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Report on The Ministry of Home Affairs [S.C 14, 2006]
of the Portfolio Committee on Defence & Home Affairs
Session – Sixth Parliament, Parliament of Zimbabwe
to Parliament on June 06, 2006
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Your Committee examined the operations of the Ministry of Home
Affairs with particular emphasis on the Police Holding Cells,
the Registrar General's Department and Immigration Control. In
the conduct of its business, your committee held meetings where
it received written and oral evidence and paid fact finding visits
to the various departments of the Ministry in a number of Provinces
throughout the country, namely Harare, Mashonaland East, Manicaland,
Midlands, Masvingo and Bulawayo.
Your Committee wishes to commend the Ministry Officials for their
efficient responses to the Committee's requests and for the replies
which assisted the Committee to compile this Report.
PROCEEDINGS OF THE COMMITTEE
As part of its proceedings and on spot inquiries, your Committee
selected three departments of the Ministry of Home Affairs, namely
the Registrar General's Offices, the Zimbabwe Republic Police
(Z R P) and the Immigration Control. The inquiries were conducted
on service delivery, operational capacities, utilization of funds
appropriated by Parliament and challenges faced by the three Departments.
FINDINGS OF THE COMMITTEE
On the Zimbabwe Republic Police Operations, your Committee placed
emphasis among other things on the conditions of the Holding Cells
at the various stations that it chose to visit. These were Matapi,
Highlands, Marondera and Rusape Police Stations and Mutare, Masvingo,
Gweru and Harare Central Police Stations.
As your Committee conducted its tour of various Police Stations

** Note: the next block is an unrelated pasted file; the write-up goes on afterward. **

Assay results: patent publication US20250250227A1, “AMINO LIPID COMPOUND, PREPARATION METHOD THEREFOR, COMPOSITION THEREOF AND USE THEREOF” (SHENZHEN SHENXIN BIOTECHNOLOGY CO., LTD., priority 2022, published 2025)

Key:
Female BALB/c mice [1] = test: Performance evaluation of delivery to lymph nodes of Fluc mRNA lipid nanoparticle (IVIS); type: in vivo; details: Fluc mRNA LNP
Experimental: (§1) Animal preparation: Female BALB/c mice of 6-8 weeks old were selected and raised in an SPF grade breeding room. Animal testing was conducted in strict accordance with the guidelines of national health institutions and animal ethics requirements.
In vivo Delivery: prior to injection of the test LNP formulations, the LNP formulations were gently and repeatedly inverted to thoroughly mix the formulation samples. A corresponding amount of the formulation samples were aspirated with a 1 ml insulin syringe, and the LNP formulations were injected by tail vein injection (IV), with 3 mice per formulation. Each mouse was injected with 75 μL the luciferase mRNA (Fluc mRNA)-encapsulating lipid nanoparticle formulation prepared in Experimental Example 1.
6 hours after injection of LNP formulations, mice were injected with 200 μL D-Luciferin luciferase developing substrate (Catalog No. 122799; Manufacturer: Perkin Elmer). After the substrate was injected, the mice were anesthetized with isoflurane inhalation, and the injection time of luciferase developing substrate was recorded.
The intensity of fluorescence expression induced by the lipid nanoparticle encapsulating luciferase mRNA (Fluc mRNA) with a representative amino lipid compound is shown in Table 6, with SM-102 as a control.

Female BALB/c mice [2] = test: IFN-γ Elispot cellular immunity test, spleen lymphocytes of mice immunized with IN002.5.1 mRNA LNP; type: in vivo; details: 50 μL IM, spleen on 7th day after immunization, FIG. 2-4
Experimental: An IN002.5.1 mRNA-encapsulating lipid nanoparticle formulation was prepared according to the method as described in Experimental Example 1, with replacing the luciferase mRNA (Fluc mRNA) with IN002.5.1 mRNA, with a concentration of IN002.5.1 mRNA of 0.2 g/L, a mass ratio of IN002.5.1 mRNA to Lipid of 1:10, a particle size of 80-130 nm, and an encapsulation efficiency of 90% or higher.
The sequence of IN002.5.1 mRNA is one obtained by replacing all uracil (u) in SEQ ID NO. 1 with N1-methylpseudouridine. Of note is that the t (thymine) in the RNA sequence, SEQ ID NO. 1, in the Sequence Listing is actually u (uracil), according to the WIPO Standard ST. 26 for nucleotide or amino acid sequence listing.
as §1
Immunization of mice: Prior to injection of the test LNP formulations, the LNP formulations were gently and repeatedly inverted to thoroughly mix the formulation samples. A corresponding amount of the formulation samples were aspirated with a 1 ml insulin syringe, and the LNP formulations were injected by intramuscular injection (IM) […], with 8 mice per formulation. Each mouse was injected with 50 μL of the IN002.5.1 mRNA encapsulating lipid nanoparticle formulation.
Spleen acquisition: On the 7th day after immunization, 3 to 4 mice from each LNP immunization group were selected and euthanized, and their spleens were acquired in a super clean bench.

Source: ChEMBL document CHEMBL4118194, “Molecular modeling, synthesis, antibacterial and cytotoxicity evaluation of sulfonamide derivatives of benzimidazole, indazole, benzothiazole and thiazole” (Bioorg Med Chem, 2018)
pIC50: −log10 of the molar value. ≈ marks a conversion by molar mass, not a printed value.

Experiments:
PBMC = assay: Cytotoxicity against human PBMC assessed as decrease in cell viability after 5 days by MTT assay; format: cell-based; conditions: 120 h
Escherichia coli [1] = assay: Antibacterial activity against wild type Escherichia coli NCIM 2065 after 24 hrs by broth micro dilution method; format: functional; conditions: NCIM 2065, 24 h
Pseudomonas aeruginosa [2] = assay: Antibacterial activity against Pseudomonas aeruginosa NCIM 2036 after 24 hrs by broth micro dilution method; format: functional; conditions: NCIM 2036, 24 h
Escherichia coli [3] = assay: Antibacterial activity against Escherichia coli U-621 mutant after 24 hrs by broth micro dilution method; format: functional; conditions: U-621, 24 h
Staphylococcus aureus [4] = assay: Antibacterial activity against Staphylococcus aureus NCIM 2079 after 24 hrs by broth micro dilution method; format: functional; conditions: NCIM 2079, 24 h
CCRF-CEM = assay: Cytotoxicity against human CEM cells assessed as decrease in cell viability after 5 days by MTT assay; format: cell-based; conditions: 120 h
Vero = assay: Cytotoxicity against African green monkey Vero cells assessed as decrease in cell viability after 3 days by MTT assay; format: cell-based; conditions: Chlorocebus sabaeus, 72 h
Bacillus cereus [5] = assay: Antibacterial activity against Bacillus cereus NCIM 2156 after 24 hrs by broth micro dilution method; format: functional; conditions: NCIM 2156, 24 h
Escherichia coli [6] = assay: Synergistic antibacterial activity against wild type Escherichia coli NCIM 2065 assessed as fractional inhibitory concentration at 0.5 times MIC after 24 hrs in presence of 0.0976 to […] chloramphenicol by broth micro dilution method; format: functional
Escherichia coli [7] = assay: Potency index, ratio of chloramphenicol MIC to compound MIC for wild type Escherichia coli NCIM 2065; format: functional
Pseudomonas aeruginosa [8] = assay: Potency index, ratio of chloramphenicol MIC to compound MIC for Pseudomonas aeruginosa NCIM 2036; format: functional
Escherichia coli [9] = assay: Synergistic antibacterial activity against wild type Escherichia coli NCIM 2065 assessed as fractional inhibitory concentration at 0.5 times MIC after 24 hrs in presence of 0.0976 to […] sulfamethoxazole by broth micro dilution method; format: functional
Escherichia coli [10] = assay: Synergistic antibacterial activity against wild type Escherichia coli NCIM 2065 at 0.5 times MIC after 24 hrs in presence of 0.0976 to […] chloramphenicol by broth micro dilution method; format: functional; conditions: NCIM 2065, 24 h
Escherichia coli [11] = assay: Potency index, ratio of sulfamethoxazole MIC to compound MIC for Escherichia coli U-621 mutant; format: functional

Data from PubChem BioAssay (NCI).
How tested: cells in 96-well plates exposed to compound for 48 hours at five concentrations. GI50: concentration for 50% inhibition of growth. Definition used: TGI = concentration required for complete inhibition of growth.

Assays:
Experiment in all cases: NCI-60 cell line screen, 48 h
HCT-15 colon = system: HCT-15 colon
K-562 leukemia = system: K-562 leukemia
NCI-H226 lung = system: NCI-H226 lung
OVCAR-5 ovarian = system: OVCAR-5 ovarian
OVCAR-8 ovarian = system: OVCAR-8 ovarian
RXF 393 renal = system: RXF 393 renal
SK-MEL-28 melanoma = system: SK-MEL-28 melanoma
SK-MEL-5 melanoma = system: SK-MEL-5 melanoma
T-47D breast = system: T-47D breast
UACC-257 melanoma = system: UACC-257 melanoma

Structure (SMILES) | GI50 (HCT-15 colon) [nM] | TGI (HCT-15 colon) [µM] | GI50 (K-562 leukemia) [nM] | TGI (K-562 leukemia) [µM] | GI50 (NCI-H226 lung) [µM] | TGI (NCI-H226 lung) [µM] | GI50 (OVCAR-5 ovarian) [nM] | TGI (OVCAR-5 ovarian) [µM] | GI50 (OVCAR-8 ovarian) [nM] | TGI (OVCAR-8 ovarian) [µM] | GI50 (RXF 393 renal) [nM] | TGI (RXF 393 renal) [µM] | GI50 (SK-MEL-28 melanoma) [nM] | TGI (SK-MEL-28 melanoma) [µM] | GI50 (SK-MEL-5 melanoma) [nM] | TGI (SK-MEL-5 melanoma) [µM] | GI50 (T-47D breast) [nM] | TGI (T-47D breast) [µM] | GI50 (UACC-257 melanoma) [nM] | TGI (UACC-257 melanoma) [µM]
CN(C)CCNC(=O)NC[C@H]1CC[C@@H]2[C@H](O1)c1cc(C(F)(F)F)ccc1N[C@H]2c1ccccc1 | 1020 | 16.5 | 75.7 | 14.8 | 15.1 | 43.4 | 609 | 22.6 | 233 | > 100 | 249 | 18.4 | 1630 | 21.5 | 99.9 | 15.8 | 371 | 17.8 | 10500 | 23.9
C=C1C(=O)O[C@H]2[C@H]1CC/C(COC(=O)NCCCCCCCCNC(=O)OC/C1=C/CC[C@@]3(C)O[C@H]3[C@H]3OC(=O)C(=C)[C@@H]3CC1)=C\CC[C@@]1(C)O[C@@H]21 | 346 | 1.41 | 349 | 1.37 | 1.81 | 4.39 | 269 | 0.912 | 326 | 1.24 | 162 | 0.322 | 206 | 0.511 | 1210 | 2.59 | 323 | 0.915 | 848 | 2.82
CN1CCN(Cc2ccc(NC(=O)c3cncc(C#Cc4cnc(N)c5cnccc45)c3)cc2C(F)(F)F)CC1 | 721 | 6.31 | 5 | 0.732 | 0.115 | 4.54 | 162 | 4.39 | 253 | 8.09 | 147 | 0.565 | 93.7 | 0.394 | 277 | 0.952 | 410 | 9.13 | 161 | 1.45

around the country it found that the situation was the same at
most Stations although at times the intensity and extent to which
certain conditions prevailed differed. For example, issues around
the shortages of manpower, food for inmates, rations for officers,
erratic fuel allocations, transport, blankets, detergents, accoutrements,
unsatisfactory conditions at holding cells, inadequate stationery,
lack of Office and staff accommodation were observed at all the
Police Stations visited.
In terms of manpower shortages Gweru Central Police Station was
one of those hardest hit. There were 175 officers out of 300 resulting
in a shortfall of 125. Officers at the Gweru Central Police Station
faced an acute shortage of accommodation to the extent that some
married officers were accommodated in former horse stables. Your
Committee found this state of affairs completely deplorable.
The Masvingo Central Police Station revealed to your Committee
that the Province was dealing with an upsurge in murder cases.
Generally, there were delays in dealing with pending cases by
the Courts. Masvingo Central Police Station alone had 4 000 pending
cases and there were only 3 junior magistrates to dispose of all
those cases. The Officers lamented the issue of fines which they
said were not deterrent enough as offenders paid the fines and
continued to commit further crimes with impunity as if laws did
MATAPI POLICE STATION
The Committee visited Matapi Police Station where it held interviews
with Officers and also conducted a tour of the holding cells.
It was evident from the thorough cleaning that had been done that
the station had prepared for the Committee's visit. Although there
were no inmates at the time of the visit, your Committee, nonetheless,
observed that there was a shortage of blankets .
The entire Police Station did not have any security lights, a
situation that might pose a security risk to the station. Lack
of security lights at the station was coupled with the non functional
lights at the holding cells. Your Committee found such a state
of affairs quite unacceptable and strongly urges the department
to take urgent remedial measures to redress the situation.
Your Committee also observed the acute shortage of office space
at the station. Evidence given to your Committee showed that officers
also experienced accommodation problems.
Matapi Police Station, unlike all other stations visited by your
committee, reported adequate food supplies and that inmates were
given at least three meals a day. Your Committee actually found
this quite interesting but could not ascertain the accuracy of
the claim as there were no inmates to confirm this statement.
The station was also experiencing equipment and manpower shortages.
The entire Police Station did not have its own typewriters or
computers at all. The one typewriter which was being used was
said to belong to an individual who had loaned it to the Station.
Stationery was also in short supply. The total manpower strength
at the time of the visit was said to be forty two out of a total
of seventy for the establishment.
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